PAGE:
Assume autoindent is set, and you have the buffer below. Note the cursor is represented as I.

for i in range(1, 6):

When you hit Enter key, you get this.

for i in range(1, 6):

Question: is there any simple way to move the cursor back to the place before the press of Enter key? These are solutions but too complicated:

  • Five presses of backspace key
  • Ctrl+d (decrease indent by one) and one press of backspace
  • Esc (exit insert mode) and k (move cursor up) and Shift+a (append to current line).

If it is possible, I would like to realize that without exiting insert mode. In the other words, I would like to avoid Esc, Ctrl+o (execute one normal command), and so on.

2 Answers 2


ctrl w w (hold ctrl, don't release)

Note that you need to set :h 'backspace' to indent,eol,start for this to work .

You can also use <backspace> or <c-u> instead of <c-w> if you want.

The behavior is described in :h i_backspacing .

  • Thank you. This is exactly what I wanted.
    – ynn
    Jul 6, 2019 at 3:34
  • <C-u> also works
    – D. Ben Knoble
    Jul 6, 2019 at 13:06
  • 1
    Control-u twice
    – D. Ben Knoble
    Jul 7, 2019 at 1:44
  • @D.BenKnoble Thanks, updated.
    – dedowsdi
    Jul 7, 2019 at 2:04

You can create a mapping to be able to use a single backspace to return to the previous line and undo the autoindent.

The 'autoindent' documentation says:

If you do not type anything on the new line except <BS> or CTRL-D and then type <Esc>, CTRL-O or <CR>, the indent is deleted again.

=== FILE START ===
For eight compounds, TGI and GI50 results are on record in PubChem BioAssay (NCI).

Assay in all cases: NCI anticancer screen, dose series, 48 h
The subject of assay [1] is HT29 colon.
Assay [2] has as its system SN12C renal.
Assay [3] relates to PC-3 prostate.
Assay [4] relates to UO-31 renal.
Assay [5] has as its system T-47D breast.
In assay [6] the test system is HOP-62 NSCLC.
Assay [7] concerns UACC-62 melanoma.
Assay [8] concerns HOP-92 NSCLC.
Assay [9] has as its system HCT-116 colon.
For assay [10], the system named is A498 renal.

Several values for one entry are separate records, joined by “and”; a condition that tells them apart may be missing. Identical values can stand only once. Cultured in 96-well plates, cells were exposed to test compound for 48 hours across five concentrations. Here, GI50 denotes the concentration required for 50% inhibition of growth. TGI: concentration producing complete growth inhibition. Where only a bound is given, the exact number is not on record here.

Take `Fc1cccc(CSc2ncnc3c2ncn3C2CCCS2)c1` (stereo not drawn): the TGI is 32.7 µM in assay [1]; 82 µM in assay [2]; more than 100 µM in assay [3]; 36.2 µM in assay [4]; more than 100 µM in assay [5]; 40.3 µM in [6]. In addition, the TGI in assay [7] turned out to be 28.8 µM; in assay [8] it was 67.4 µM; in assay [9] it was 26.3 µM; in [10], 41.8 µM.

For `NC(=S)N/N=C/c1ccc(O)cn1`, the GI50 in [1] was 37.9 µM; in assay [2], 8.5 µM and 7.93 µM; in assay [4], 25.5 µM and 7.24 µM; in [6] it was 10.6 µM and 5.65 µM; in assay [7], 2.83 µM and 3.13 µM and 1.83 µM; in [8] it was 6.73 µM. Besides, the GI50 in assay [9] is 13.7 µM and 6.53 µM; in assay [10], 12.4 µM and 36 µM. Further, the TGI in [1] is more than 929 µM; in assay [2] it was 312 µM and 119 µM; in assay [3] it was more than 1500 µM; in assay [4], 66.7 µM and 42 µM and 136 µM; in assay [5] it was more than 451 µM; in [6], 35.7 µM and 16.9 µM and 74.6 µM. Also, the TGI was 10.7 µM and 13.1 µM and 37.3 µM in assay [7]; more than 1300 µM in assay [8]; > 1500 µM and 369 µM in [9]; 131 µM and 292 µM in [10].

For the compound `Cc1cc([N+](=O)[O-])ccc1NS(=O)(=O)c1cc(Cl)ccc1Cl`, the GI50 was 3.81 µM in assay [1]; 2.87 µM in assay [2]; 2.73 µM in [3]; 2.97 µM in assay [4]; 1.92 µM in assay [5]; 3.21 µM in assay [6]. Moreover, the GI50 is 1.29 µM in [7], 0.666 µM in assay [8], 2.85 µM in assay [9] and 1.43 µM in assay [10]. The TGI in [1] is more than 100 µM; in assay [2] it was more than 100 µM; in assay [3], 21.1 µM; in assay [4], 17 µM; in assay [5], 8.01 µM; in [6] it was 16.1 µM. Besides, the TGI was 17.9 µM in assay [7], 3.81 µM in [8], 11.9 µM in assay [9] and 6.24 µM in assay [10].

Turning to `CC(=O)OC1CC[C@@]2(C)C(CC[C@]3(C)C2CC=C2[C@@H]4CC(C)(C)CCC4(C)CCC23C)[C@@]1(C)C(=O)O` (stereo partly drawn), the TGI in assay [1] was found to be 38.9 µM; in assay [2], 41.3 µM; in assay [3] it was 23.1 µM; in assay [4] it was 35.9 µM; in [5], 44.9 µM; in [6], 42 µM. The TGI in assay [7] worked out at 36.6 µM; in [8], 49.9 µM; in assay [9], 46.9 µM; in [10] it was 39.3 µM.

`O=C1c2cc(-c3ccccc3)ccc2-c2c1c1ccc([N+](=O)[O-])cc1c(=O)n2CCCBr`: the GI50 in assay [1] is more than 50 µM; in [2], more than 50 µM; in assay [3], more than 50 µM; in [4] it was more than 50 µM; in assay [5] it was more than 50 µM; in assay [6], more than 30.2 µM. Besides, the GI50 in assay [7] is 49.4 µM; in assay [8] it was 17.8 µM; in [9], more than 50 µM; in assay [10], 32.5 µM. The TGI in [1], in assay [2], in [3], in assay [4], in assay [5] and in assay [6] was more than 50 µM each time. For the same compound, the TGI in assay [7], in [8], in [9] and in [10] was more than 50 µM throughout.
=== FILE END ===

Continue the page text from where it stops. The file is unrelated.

Using CTRL-O and a normal mode command that does nothing is convenient, since it will not have unwanted side effects where there's no autoindent, but it will still do the job where there's an autoindent.

For a command that does nothing, we can use :<CR>, briefly entering command mode but not entering any command.

This mapping should do the job:

inoremap <bs> <c-o>:<cr><bs>

With this mapping in place, pressing a single <BS> after a return that triggers an autoindent will get the cursor back to the end of the previous line. Elsewhere, <BS> will work as it normally does.

  • 1
    Thank you, but that doesn't work on my enviroment (VIM 8.1 compiled from source on Linux Mint, VIM 8.0 on Raspbian, and VIM 8.1 without .vimrc on FreeBSD). For now, I use inoremap <C-s> <Esc>kA (though we first have to disable the "freeze" functionality of Ctrl+s).
    – ynn
    Jul 6, 2019 at 9:57

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